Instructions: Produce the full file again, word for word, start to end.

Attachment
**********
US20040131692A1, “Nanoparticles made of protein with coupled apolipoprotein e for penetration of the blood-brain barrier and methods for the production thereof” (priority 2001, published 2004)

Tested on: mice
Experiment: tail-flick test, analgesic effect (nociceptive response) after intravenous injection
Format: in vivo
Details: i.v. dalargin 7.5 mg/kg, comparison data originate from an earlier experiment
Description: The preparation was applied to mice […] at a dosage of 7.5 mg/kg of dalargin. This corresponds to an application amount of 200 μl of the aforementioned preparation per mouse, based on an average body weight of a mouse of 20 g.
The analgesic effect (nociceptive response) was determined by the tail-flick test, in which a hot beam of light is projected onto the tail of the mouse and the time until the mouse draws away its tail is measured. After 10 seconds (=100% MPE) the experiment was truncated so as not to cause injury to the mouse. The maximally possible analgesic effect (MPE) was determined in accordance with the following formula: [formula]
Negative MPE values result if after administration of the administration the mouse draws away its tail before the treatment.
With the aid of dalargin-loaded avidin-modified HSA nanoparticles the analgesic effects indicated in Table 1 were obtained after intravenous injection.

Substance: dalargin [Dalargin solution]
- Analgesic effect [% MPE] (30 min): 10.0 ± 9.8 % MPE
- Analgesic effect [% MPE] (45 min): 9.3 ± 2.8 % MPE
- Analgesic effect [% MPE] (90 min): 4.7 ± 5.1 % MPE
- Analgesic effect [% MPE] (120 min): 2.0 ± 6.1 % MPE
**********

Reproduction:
US20040131692A1, “Nanoparticles made of protein with coupled apolipoprotein e for penetration of the blood-brain barrier and methods for the production thereof” (priority 2001, published 2004)

Tested on: mice
Experiment: tail-flick test, analgesic effect (nociceptive response) after intravenous injection
Format: in vivo
Details: i.v. dalargin 7.5 mg/kg, comparison data originate from an earlier experiment
Description: The preparation was applied to mice […] at a dosage of 7.5 mg/kg of dalargin. This corresponds to an application amount of 200 μl of the aforementioned preparation per mouse, based on an average body weight of a mouse of 20 g.
The analgesic effect (nociceptive response) was determined by the tail-flick test, in which a hot beam of light is projected onto the tail of the mouse and the time until the mouse draws away its tail is measured. After 10 seconds (=100% MPE) the experiment was truncated so as not to cause injury to the mouse. The maximally possible analgesic effect (MPE) was determined in accordance with the following formula: [formula]
Negative MPE values result if after administration of the administration the mouse draws away its tail before the treatment.
With the aid of dalargin-loaded avidin-modified HSA nanoparticles the analgesic effects indicated in Table 1 were obtained after intravenous injection.

Substance: dalargin [Dalargin solution]
- Analgesic effect [% MPE] (30 min): 10.0 ± 9.8 % MPE
- Analgesic effect [% MPE] (45 min): 9.3 ± 2.8 % MPE
- Analgesic effect [% MPE] (90 min): 4.7 ± 5.1 % MPE
- Analgesic effect [% MPE] (120 min): 2.0 ± 6.1 % MPE